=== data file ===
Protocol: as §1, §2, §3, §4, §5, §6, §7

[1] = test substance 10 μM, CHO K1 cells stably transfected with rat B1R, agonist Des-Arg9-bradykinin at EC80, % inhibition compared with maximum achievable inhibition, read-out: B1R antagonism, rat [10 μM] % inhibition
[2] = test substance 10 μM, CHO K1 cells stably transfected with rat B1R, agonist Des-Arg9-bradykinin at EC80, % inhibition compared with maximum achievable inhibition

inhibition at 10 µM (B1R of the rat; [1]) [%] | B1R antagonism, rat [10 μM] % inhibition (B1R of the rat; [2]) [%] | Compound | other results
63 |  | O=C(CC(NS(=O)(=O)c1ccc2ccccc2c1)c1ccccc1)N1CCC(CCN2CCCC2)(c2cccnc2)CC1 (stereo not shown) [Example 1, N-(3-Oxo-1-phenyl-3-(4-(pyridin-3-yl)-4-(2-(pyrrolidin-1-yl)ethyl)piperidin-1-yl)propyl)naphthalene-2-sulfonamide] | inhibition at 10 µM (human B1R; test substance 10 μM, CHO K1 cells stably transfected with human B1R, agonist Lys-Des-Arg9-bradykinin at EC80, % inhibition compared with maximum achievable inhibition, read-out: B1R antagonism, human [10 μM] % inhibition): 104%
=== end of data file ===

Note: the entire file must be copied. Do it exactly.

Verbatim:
Protocol: as §1, §2, §3, §4, §5, §6, §7

[1] = test substance 10 μM, CHO K1 cells stably transfected with rat B1R, agonist Des-Arg9-bradykinin at EC80, % inhibition compared with maximum achievable inhibition, read-out: B1R antagonism, rat [10 μM] % inhibition
[2] = test substance 10 μM, CHO K1 cells stably transfected with rat B1R, agonist Des-Arg9-bradykinin at EC80, % inhibition compared with maximum achievable inhibition

inhibition at 10 µM (B1R of the rat; [1]) [%] | B1R antagonism, rat [10 μM] % inhibition (B1R of the rat; [2]) [%] | Compound | other results
63 |  | O=C(CC(NS(=O)(=O)c1ccc2ccccc2c1)c1ccccc1)N1CCC(CCN2CCCC2)(c2cccnc2)CC1 (stereo not shown) [Example 1, N-(3-Oxo-1-phenyl-3-(4-(pyridin-3-yl)-4-(2-(pyrrolidin-1-yl)ethyl)piperidin-1-yl)propyl)naphthalene-2-sulfonamide] | inhibition at 10 µM (human B1R; test substance 10 μM, CHO K1 cells stably transfected with human B1R, agonist Lys-Des-Arg9-bradykinin at EC80, % inhibition compared with maximum achievable inhibition, read-out: B1R antagonism, human [10 μM] % inhibition): 104%